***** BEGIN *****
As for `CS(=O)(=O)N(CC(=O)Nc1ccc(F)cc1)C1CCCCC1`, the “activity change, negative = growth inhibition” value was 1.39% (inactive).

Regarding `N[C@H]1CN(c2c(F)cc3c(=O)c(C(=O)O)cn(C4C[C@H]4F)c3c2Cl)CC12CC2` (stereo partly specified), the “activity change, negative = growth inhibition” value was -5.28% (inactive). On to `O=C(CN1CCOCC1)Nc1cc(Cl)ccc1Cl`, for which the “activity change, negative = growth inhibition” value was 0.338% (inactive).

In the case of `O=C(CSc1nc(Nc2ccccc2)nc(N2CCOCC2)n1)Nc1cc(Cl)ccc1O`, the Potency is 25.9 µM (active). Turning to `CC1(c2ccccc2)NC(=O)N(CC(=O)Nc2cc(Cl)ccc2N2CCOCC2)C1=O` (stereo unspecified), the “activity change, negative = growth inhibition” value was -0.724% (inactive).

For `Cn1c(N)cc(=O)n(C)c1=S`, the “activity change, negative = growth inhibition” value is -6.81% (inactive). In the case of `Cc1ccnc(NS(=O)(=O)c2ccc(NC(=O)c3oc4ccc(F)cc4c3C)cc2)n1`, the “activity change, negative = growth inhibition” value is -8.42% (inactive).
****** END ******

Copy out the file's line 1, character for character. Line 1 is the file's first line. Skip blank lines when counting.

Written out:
As for `CS(=O)(=O)N(CC(=O)Nc1ccc(F)cc1)C1CCCCC1`, the “activity change, negative = growth inhibition” value was 1.39% (inactive).